Feb 1, 2020 - Politics & Policy

Bloomberg pitches raising $5 trillion by taxing the wealthy

Bloomberg in D.C. on Jan. 30. Photo: Mark Wilson/Getty Images

Michael Bloomberg proposed generating roughly $5 trillion for education, infrastructure and climate change by hiking the tax rates of top earners and corporations in a plan released Saturday.

Why it matters: That $5 trillion goal beats former Vice President Joe Biden's plan to raise $3.2 trillion over a decade by increasing taxes, Sen. Elizabeth Warren's "ultra-millionaire tax" to bring in nearly $4 trillion, and just surpasses Sen. Bernie Sanders' plan to raise roughly $4.35 trillion by taxing the wealthy.

  • Yes, but: Warren has multiple tax plans — one for corporations and trade organizations that spend more than $500,000 per year lobbying the government, and another to tax companies with over $100 million in profits.
  • The candidates' tax plans are also structured differently, with unique income limits and timeframes — Warren's is a 10-year plan and Sanders' is a 15-year plan.

Details: Bloomberg's proposal adds a 5% surtax on incomes above $5 million annually, while Warren takes aim at households with more than $50 million in assets, with a 2% charge.

  • Bloomberg's idea also calls for enforcing the IRS to "collect many hundreds of billions in taxes owed but never paid," but does not elaborate.
  • The corporate tax rate would rise from 21% to 28% under Bloomberg's plan.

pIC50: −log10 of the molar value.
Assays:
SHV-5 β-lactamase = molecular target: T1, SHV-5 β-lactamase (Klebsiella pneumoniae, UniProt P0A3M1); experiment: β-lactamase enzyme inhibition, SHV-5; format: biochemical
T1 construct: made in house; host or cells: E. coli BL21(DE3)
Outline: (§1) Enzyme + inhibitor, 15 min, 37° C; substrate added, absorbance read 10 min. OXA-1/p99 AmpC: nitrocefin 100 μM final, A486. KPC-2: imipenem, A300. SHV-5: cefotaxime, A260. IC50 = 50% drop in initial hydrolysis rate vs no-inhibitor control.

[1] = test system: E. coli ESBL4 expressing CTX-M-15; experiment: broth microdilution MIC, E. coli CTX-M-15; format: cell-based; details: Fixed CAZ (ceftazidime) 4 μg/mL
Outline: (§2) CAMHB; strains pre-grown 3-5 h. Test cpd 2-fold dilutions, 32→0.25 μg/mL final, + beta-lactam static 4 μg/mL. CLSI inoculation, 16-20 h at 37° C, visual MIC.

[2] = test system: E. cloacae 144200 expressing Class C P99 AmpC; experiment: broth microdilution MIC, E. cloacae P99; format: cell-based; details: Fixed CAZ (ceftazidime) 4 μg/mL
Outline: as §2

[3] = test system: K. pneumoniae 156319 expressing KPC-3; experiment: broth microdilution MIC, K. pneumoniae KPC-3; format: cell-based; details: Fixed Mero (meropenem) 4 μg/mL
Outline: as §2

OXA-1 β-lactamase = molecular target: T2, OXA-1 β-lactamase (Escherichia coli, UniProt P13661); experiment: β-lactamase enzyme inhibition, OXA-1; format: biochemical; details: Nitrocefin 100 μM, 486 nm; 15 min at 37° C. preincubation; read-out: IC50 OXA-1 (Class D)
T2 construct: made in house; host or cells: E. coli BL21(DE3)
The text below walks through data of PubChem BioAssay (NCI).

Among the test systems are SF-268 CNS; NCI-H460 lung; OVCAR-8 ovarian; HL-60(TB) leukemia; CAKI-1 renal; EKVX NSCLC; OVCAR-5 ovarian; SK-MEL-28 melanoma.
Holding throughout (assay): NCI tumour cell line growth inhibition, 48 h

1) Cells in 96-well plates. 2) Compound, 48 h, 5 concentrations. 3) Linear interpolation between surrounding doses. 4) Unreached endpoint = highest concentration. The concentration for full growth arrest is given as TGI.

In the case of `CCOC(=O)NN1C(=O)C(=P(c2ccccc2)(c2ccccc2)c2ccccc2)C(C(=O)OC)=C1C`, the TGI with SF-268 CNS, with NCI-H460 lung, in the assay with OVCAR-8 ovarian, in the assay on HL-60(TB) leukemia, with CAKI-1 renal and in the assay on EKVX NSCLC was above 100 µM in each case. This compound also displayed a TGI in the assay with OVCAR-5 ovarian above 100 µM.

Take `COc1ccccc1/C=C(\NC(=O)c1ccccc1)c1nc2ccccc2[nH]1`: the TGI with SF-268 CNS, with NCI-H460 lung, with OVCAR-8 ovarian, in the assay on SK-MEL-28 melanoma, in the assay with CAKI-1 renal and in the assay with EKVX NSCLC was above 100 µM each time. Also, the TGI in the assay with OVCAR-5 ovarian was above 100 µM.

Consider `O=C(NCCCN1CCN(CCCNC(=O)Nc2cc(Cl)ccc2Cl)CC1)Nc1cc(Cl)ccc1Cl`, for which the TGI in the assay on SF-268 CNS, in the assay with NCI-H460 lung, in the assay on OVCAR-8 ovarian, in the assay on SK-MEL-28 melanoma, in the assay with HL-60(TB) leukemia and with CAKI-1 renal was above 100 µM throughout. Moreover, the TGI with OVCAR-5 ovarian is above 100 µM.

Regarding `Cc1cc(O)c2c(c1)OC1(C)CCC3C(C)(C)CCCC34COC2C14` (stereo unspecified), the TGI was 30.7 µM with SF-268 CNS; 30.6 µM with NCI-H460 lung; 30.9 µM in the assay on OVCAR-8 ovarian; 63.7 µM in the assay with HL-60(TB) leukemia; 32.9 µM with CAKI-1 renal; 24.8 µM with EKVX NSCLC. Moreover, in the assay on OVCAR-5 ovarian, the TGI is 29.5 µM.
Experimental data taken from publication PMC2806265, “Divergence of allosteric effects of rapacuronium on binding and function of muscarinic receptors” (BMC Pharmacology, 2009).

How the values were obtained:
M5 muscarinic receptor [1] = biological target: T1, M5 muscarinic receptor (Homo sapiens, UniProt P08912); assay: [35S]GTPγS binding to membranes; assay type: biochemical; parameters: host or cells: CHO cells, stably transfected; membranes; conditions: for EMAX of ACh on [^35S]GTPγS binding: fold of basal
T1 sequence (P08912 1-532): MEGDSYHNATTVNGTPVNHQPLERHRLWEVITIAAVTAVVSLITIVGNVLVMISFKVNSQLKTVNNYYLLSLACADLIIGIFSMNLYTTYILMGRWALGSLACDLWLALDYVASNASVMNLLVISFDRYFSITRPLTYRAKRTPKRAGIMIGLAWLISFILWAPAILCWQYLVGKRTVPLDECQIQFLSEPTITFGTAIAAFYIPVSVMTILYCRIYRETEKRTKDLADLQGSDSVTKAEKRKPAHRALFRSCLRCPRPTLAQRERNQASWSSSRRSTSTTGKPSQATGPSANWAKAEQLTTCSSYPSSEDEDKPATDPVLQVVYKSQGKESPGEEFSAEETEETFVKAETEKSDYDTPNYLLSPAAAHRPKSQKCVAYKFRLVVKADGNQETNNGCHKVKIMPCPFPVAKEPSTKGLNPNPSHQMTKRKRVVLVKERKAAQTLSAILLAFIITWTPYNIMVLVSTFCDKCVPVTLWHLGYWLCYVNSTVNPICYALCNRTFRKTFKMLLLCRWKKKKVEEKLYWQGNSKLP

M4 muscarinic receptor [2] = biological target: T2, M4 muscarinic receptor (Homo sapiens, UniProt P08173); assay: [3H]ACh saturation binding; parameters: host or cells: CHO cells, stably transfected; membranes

Flashback: Fellow billionaire and 2020 Democratic candidate Tom Steyer challenged Bloomberg in November to support a wealth tax or leave the 2020 race.

Go deeper: DNC's new debate rules open the door for Bloomberg

Go deeper

The latest: George Floyd protests nationwide

Police officers wearing riot gear push back demonstrators outside of the White House on Monday. Photo: Jose Luis Magana/AFP via Getty Images

Protests over the death of George Floyd and other police-related killings of black people continued for a seventh across the U.S., with President Trump threatening on Monday to deploy the military if the unrest continues.

The latest: New York Gov. Andrew Cuomo told CNN on the president's quasi-offer: "Thank you but no thank you," and accused Trump of "calling out the American military for a photo opportunity."

43 mins ago - World

The world watches America burn

Newspaper front pages via the Newseum

The world is watching the grief and anger, violence and pain in America's streets.

The big picture: The U.S. accounts for nearly one-third of the world's deaths from COVID-19. The killing of a black man, George Floyd, by police has sparked days of protest and nights of chaos in America's major cities.

Trump walks to historic St. John's Church outside White House as protests rage

President Trump walked to the historic St. John’s Episcopal Church, located just steps away from the White House across Lafayette Park, on Monday night as protests linked to the murder of George Floyd raged across the capital and cities around the country.

What we're seeing: Military police and park rangers used physical force and tear gas on peaceful protestors to clear the area so that Trump could "pay respects" to the church that was damaged by a fire on Sunday.